Shared research core facilities and resources provide for centralized support of technologies essential to modern biomedical research, offering a wide variety of instrumentation, services, and expertise.
The Department of Animal Resources and the Institutional Animal Care and Use Committee provides animal procurement, animal care, veterinary services and scientific and diagnostic support for animals used in testing and research at USC. Our Department also assists faculty in preparing proposals and carrying out animal-based research and teaching activities at USC.
Stem Cell Engineering
At the stem cell engineering facility, researchers at USC and beyond create tools to study basic biological processes, such as organ development; explore mechanisms underlying various devastating diseases; and generate tools to treat genetic disorders. To assist in these endeavors, the facility genetically modifies embryonic stem (ES) cells and induced pluripotent stem (iPS) cell lines. Genetically modified ES and iPS cell lines derived from disease-specific animal models and patients provide an opportunity to investigate the mechanisms of disease and to further develop new treatments for clinical therapy.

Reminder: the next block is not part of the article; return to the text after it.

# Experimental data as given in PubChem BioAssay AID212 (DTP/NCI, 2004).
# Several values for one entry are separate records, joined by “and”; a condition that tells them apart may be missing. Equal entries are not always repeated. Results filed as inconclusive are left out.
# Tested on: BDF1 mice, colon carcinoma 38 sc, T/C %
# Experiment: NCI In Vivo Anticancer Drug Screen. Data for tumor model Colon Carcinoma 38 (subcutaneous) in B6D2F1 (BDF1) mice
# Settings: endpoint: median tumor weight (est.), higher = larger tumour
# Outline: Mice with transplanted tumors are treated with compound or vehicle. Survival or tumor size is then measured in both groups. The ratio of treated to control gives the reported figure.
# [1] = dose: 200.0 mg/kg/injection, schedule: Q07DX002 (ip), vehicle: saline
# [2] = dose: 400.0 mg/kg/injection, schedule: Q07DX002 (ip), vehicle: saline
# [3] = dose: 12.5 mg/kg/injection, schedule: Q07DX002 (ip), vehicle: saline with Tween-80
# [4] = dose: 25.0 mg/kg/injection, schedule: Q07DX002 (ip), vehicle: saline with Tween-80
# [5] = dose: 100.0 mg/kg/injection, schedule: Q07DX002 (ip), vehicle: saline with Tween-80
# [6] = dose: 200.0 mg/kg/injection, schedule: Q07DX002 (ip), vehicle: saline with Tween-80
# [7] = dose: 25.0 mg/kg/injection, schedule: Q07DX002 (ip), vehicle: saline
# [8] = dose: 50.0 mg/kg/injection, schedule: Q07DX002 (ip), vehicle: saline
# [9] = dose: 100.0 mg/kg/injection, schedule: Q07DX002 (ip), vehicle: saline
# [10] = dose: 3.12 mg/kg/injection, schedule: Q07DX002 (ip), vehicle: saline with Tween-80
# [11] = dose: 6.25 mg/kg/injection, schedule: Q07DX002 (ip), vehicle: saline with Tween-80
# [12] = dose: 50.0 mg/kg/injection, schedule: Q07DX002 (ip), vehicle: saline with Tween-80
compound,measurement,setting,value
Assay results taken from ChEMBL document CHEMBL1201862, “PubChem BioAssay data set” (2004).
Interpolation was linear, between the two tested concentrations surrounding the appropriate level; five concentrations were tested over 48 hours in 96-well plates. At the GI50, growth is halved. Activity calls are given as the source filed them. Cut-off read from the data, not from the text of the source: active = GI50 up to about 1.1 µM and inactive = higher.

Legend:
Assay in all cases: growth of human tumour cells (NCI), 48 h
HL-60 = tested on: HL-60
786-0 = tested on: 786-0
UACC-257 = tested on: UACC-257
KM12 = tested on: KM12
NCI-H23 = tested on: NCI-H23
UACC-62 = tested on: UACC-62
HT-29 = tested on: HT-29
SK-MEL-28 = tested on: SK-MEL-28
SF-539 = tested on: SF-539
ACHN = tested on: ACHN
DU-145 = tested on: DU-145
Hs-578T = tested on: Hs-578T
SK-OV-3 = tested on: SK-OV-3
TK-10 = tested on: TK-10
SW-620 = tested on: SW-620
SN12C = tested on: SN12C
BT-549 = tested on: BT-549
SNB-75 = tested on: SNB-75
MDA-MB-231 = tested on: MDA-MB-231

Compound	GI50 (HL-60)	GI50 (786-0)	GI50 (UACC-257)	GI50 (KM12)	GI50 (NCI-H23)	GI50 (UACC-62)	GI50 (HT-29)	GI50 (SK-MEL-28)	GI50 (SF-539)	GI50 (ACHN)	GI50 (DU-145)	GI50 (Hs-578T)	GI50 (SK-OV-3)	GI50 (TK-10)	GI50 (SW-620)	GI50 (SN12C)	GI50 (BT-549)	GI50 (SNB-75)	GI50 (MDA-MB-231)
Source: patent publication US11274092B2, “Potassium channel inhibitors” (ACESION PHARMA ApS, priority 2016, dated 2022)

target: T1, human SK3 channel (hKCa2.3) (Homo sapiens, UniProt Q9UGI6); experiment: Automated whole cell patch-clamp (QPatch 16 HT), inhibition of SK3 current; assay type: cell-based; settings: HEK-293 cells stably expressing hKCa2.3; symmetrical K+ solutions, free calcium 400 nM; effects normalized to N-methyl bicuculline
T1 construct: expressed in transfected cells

The Bioreagent and Cell Culture Core Facility supports cancer related research that requires in vitro experiments, provides reagents for cell culture and prepares Bioreagents that are produced by cells grown in the facility.
The Fluorescence Activated Cell Sorting (FACS) core provides researchers with a powerful method to study and purify cells for wide applications in immunology, cell biology and other fields of biology.